To heal a wound, you need to stop touching it.” ~~unknown
“Moving on to the future without letting go of the past is like tying your arm to a post while catching a train.” ~~anonymous
“Never regret. If it’s good, it’s wonderful. If it’s bad, it’s experience.” ~~Victoria Holt
#9 The past is gone forever.
No longer am I victimized by the past. I am a new woman.
Identifying and understanding attachment is the initial action into letting go of the past. Statement #9 is a favorite for many women just for that reason. I had no clue that clinging to the past was causing continuous unease. Simply unaware of just how tightly I had been holding onto past ideas, situations, conclusions, and even material possessions, kept me stuck in the past.
Here is a small favorite Zen short from a book by Jon J. Muth which encompasses Statement #9 brilliantly:
Two traveling monks reached a town where there was a young woman waiting to step out of her sedan chair. The rains had made deep puddles and she couldn’t step across without spoiling her silken robes. She stood there, looking very cross and impatient. She was scolding her attendants. They had nowhere to place the packages they held for her, so they couldn’t help her across the puddle.
The younger monk noticed the woman, said nothing, and walked by. The older monk quickly picked her up and put her on his back, transported her across the water, and put her down on the other side. She didn’t thank the older monk, she just shoved him out of the way and departed.
As they continued on their way, the young monk was brooding and preoccupied. After several hours, unable to hold his silence, he spoke out. “That woman back there was very selfish and rude, but you picked her up on your back and carried her! Then she didn’t even thank you!
“I set the woman down hours ago,” the older monk replied. “Why are you still carrying her?”
While this is a powerful little parable, it is important to understand that letting go or forgiving does not erase or eliminate what happened in the past, it simply offers a new perspective. It is refreshing to let go and live your own story instead of being defined or held captive by the past. This can be a helpful tool to practice this week if feelings of unease arise as the Thanksgiving holiday approaches.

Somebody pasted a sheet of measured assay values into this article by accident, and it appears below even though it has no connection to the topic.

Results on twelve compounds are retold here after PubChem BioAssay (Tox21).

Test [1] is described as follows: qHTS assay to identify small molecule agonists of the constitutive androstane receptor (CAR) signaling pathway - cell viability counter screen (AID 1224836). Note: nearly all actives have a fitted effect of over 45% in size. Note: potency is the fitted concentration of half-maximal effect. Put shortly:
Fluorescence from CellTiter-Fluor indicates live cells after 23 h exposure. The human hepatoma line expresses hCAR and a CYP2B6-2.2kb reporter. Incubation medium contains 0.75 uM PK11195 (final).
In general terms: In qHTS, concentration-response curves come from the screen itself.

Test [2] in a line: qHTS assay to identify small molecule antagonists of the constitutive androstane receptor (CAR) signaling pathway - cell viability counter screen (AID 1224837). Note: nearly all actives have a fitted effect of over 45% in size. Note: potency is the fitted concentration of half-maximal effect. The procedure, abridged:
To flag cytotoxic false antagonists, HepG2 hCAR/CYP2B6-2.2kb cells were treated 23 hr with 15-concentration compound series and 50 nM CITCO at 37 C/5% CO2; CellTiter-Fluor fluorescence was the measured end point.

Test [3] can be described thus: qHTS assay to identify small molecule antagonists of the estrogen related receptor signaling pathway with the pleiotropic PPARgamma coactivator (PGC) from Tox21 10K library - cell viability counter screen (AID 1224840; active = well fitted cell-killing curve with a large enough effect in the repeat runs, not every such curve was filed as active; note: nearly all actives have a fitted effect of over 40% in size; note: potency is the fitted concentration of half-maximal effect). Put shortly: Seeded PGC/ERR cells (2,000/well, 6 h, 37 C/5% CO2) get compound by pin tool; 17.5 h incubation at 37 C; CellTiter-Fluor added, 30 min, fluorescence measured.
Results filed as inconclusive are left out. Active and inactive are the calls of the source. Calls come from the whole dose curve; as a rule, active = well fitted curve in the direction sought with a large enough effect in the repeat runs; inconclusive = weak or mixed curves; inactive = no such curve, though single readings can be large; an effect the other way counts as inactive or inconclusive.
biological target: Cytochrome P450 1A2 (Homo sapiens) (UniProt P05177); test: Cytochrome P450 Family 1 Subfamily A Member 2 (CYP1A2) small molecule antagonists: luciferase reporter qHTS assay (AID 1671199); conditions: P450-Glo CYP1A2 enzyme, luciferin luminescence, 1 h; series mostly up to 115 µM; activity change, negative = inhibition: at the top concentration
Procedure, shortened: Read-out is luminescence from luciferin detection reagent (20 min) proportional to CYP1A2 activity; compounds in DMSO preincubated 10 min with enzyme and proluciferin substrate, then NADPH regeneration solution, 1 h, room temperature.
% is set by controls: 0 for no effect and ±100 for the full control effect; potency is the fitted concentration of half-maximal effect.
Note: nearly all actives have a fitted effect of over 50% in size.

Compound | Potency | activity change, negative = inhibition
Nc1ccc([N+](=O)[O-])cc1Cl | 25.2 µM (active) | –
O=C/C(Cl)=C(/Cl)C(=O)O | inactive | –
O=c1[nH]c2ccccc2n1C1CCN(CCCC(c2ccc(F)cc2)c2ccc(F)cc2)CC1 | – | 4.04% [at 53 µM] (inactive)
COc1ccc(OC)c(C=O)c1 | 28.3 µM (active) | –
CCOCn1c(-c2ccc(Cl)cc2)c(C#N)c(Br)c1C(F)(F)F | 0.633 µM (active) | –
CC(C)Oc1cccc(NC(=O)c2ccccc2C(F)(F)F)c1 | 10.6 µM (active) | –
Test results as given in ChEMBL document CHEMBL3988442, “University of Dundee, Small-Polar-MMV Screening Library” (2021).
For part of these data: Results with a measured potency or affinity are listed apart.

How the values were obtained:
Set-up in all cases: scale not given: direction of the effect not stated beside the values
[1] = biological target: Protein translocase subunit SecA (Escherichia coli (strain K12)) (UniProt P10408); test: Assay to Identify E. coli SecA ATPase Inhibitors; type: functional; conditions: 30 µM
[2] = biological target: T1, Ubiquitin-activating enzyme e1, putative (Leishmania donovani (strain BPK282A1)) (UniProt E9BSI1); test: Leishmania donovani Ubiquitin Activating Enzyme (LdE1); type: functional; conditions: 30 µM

Hi 4C Women.
I started looking through old photos and found myself staring into my past with both gratefulness and amazement. Grateful for many of the joyful times I experienced and amazed that I made it through some excruciatingly difficult times. After all these years, I understand that I was mostly angry at myself for my choices, leading me to hang onto regrets. In order to heal from the past, I needed to first forgive myself. Statement #9 was telling me that I hold the key to unlocking the pain of the past. If I was to truly heal, I had a lot of work to do in learning to release the past, to forgive myself and find the lesson. I initially disliked hearing that I had to see a lesson within the pain. I was way too angry and if I let go of the pain, I’d had to face my part in my choices, take responsibility! That didn’t work too well with my blame game. I realized that my anger, disappointment, loss, sense of powerlessness was no longer a protection from rejection or hurt but denying myself the ability to build healthy relationships and trust my instincts to make different choices. If I didn’t find a way to heal, I would always be giving my power away.
I often look back on a message that Nancy Cross wrote about the heavy burden of carrying old baggage. The baggage of envy, anger, sadness, regret, guilt, shame and so much more. She expressed it so well when she said that when we find we have too much to carry, we look for a cart. For her, that cart was her addiction. The question that she posed was, “Do you know who packed your bags?” We have a choice in sobriety to repack those bags, getting rid of the “shoulds”, the “cant’s” and “I wish I would haves.” And while the hurtful past arises as a natural process, we have the choice to acknowledge it and let it “briefly” visit. Then we make another choice to not be victimized by it, the action part of Statement #9.
Perhaps you can ask yourself as you reflect on the pain of the past, are you stronger for it? Wiser? More compassionate towards yourself for your ability to survive and make healthier choices? Have the lessons gained from the past created inside changes that sustain you and honor you in the present?
Bonded in understanding that forgiveness means your present happiness is more important than your past suffering, a 4C sister